Hi and welcome to Ask Missy Mondays where I respond to email questions from readers who have questions about behavior. Today’s question comes from Jillian and J.D. who ask,
“We have 2 children ages 2 and 4. They are driving us batty with their crying, whining, and tantrumming! Seriously, I cannot even get in the shower without one of them having a major meltdown. Please help us before we go crazy!”
I replied to Jillian and J.D. and said,
“I wish I could solve this problem for you but I do need a little bit more information. Tell me more about when these behaviors happen. You mentioned being in the shower. Can you tell me some other times these behaviors happen? Also, tell me how you react when your children engage in these behaviors. What do you say? How do you handle it?”
Jillian and J.D. wrote back almost immediately. They noted:
“The behaviors happen:
- When Jillian is on the phone
- When Jillian is cooking
- When Jillian has a neighbor over
- When Jillian is doing laundry
They also noted that when one of the kids whines to get something:
- The child does not get what he wants
- The child must ask using a “big boy” voice
Jillian and J.D. noted that when the children tantrum:
- The child is first told “no!” so that they can learn not to do the behavior
- After Jillian tells them no, she walks away unless someone is hitting
- The child is put in 2 minute timeout for serious offenses (e.g., hitting brother)
- When the child is calm, his needs are addressed
Now I have something I can work with! The first pattern that I noticed is that the behaviors seem to happen when mommy is busy (on the phone, cooking, laundry, etc). This means that the children have learned how to successfully divert mommy’s attention away from other important activities. I am certain that, as a mommy, you give your children ample high quality time (e.g., playing together, reading books together, etc). However, your children want even more of your time.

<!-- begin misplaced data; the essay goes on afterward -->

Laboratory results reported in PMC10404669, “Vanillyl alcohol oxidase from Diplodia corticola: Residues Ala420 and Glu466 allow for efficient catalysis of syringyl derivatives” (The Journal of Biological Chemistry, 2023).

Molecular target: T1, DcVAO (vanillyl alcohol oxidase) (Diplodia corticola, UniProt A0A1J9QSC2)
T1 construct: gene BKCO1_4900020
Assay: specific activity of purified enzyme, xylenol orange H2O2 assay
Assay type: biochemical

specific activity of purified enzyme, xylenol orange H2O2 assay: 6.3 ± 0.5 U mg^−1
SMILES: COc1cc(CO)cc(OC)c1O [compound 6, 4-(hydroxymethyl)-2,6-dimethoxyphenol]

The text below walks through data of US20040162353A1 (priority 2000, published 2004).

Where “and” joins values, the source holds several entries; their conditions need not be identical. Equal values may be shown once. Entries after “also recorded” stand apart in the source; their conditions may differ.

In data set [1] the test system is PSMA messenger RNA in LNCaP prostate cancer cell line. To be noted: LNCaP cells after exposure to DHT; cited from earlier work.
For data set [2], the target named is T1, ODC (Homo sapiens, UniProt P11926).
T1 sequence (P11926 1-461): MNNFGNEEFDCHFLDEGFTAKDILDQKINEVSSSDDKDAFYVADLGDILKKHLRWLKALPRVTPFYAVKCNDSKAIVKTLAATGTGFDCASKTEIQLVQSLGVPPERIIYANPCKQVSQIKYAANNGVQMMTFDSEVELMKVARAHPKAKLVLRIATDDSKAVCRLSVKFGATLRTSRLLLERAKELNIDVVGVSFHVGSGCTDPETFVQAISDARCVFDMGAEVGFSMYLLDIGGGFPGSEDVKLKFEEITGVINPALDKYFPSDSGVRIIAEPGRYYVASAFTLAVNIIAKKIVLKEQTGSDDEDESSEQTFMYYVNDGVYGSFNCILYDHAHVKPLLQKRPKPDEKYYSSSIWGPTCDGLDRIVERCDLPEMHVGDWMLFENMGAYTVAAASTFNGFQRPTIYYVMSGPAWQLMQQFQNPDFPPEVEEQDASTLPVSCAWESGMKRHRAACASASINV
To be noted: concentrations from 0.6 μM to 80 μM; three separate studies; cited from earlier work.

Thus, before you begin one of your busy activities:
- Spend time playing with them
- Tell them that you are going to be busy for 15 minutes (or however much time you need–I recommend no longer than 30 minutes)
- Set the timer so they can have a clear signal when the activity is over
- When the activity is over, tell them they can have mommy time and praise them for letting you do your house work so that…..(e.g., we all can eat, or have clean clothes)
- If a child interrupts you during the work time, point to the timer but do not give any attention
- If a child tantrums, wines, or screams during the work time, do not “rush” in to save him
Once you have the antecedents taken care of, then you will need to change some of the ways that you respond to their behaviors.
- Refrain from stating “no!” after a behavior that has been reprimanded in the past. The children know they are not supposed to hit, scream, etc.
- Refrain from giving the child what he wants immediately after timeout
- When the child comes out of timeout, be sure to review what he did wrong and what he could do “next time”
- Remind your child that he cannot have X, Y, or Z because he _______ but that he can have it later
- If a child whines, remind him to use his big boy voice but do not give him what he wants right away. Set the timer for 2 minutes and when the timer goes off, he can ask using his big boy voice
I know this sounds like a lot and once you practice it a few times, you will get the hang of it. And not matter how much work it is, when those behaviors stops, it will be well-worth it. Please let us know how it goes!
If you have a question about behavior, email Missy at askmissy at appliedbehavioralstrategies dot com.